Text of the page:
Category Archives: Field studies

Giant fungus discovered in China

 

Giant fungus discovered in China

The most massive fruiting body of any fungus yet documented has been discovered growing on the underside of a tree in China.

The fruiting body, which is equivalent to the mushrooms produced by other fungi species, is up to 10m long, 80cm wide and weighs half a tonne.

That shatters the record held previously by a fungus growing in Kew Gardens in the UK.

The new giant fungus is thought to be at least 20 years old.

The first example of the new giant fungus was recorded by scientists in 2008 in Fujian Province, China, by Professor Yu-Cheng Dai of the Herbarium of biology at the Chinese Academy of Sciences in Shenyang and his assistant Dr Cui.

“But the type collection was not huge,” Prof Dai told BBC Nature.

However, “we found [the] giant one in Hainan Province in 2010.”

The researchers were in the field studying wood-decaying fungi when they happened upon the specimen, which they describe in the journal Fungal Biology.

“We were not specifically looking for this fungus; we did not know the fungus can grow so huge,” he said.

“We were surprised when we found it, and we did not recognise it in the forest because it is too large.”

The fungus, F. ellipsoidea, is what mycologists call a perennial polypore – otherise known as a bracket fungus.

Being a perennial, it can live for a number of years, which may have enabled it to grow to such large size.

By colonising the underside of the large fallen tree, the fungus also had a huge amount of dead and decaying wood to feed on, helping to fuel its growth.

Fruiting bodies, such as mushrooms and toadstools, are the sexual stages of a many higher types of fungi, producing seeds or spores that produce further generations.

The giant fruiting body of F. ellipsoidea forms a long, brown shape up to 10.85m long, 82-88cm wide, and 4.6-5.5cm thick.

Tests on the density of the fruiting body suggest the whole thing weighs 400-500kg; it is also estimated to hold some 450 million spores.

“A small piece of the fruiting body is almost like my size,” said Prof Dai.

The previous record holder was a specimen of Rigidoporus ulmarius, a polypore with a pileate fruiting body found in Kew Gardens in the UK in 2003.

It measured approximately 150cm in diameter with a circumference of 425cm.

After their initial encounter with the new record-breaking fungus, the scientists took samples of it back to the lab where to be analysed.

These tests revealed that the fungus was the species Fomitiporia ellipsoidea, and the researchers made two subsequent trips to study the specimen further.

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Fighting Aliens with Aliens

Scientific American March 9 2010
By John Platt.

Fighting aliens with aliens: U.K. imports insect species to tackle invasive plant

For the first time in U.K. history, an alien species (meaning one that is not native to the area) will be let loose in the kingdom to combat the growth of another species—also introduced.

Millions of sap-sucking psyllids (Aphalara itadori) will be imported into the U.K. to fight the Japanese knotweed (Fallopia japonica), an invasive species first introduced during Victorian times that has since become an ecosystem-choking threat. Alien species are considered “invasive” once they become difficult to control and squeeze out native species.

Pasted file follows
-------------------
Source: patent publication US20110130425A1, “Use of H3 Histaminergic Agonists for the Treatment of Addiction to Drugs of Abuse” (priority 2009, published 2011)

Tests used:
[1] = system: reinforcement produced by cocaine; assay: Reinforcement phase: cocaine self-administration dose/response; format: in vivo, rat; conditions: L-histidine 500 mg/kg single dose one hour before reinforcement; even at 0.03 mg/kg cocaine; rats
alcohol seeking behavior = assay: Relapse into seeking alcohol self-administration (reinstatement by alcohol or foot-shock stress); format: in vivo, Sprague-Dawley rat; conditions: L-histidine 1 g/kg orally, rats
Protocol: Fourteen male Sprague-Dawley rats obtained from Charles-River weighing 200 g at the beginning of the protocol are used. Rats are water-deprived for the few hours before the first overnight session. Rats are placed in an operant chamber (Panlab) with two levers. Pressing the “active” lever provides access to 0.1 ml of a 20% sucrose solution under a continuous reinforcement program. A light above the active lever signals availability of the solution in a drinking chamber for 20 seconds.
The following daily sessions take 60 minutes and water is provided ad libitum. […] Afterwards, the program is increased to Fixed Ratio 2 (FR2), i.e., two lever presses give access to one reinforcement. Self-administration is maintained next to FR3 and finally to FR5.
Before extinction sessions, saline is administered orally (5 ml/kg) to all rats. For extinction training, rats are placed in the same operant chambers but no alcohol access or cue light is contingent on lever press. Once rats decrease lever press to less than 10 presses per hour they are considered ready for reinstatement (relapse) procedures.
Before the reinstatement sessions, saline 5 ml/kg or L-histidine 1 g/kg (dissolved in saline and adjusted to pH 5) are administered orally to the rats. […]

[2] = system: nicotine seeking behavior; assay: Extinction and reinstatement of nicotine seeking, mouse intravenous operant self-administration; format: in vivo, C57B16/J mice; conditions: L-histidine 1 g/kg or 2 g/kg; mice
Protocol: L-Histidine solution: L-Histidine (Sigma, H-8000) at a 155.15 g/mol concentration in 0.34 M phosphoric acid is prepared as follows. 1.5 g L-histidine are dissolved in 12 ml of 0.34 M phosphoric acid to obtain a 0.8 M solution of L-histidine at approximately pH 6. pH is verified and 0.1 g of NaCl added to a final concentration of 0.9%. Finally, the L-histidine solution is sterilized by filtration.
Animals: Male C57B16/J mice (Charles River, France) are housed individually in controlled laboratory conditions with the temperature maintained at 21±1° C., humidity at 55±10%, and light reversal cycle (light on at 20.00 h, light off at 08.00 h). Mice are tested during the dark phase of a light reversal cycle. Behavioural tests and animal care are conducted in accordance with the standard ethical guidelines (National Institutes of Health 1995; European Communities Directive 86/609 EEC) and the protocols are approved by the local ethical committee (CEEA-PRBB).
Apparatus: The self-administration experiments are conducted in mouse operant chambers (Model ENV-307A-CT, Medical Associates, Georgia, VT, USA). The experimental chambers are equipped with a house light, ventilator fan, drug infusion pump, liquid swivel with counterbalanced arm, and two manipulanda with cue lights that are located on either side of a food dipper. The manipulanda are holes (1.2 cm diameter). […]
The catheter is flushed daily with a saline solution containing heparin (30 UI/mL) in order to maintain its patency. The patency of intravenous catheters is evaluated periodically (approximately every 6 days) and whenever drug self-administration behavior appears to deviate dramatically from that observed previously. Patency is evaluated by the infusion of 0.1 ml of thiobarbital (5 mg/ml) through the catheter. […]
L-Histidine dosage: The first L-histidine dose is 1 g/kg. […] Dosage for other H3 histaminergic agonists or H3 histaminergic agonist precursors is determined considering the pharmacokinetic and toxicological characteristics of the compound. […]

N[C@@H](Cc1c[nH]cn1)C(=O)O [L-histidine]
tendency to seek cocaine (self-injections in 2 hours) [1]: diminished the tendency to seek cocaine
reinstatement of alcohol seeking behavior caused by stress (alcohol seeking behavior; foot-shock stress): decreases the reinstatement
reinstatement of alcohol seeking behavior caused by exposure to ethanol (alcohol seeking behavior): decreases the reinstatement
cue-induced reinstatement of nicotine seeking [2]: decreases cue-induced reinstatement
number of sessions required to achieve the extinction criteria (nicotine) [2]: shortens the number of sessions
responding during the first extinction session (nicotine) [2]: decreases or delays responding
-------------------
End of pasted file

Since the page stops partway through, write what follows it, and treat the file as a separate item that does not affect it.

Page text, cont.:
According to a report in Britain’s Daily Mail, knotweed “grows through concrete and asphalt, damages buildings and walls, weakens flood defenses, and crowds out other plants.” The U.K. spends $2.4 billion annually fighting the plant.

The knotweed has no natural predator in the U.K. but the psyllid, also known as jumping plant lice, is the knotweed’s natural enemy in Japan, where the insect helps keep the plant in check. In fact, the psyllid eats knotweed exclusively. And according to tests conducted by the nonprofit Center for Agriculture and Biosciences International (CABI), the psyllid will not feed on any native plants. (Although it will, itself, be eaten by existing local predators.)

Knotweed has also spread throughout North America, and the U.S. Department of Agriculture classifies it as an invasive species, as well. According to the Plant Conservation Alliance, which provides some resources on how to fight the weed, “Japanese knotweed spreads quickly to form dense thickets that exclude native vegetation and greatly alter natural ecosystems. It poses a significant threat to riparian areas, where it can survive severe floods and is able to rapidly colonize scoured shores and islands. Once established, populations are extremely persistent.”

Obviously, introducing one alien species to fight another sometimes has unintended consequences, as Australia’s cane toad problem readily illustrates. But CABI points out that the cane toad’s introduction in 1935 to control pest beetles was carried out against the advice of scientists. And writing for the BBC, CABI chief scientist Matthew Cock points out that out of 400 different “biological agents” released to combat “weed species” in the last 110 years, “only nine produced any collateral damage, such as feeding on native species.”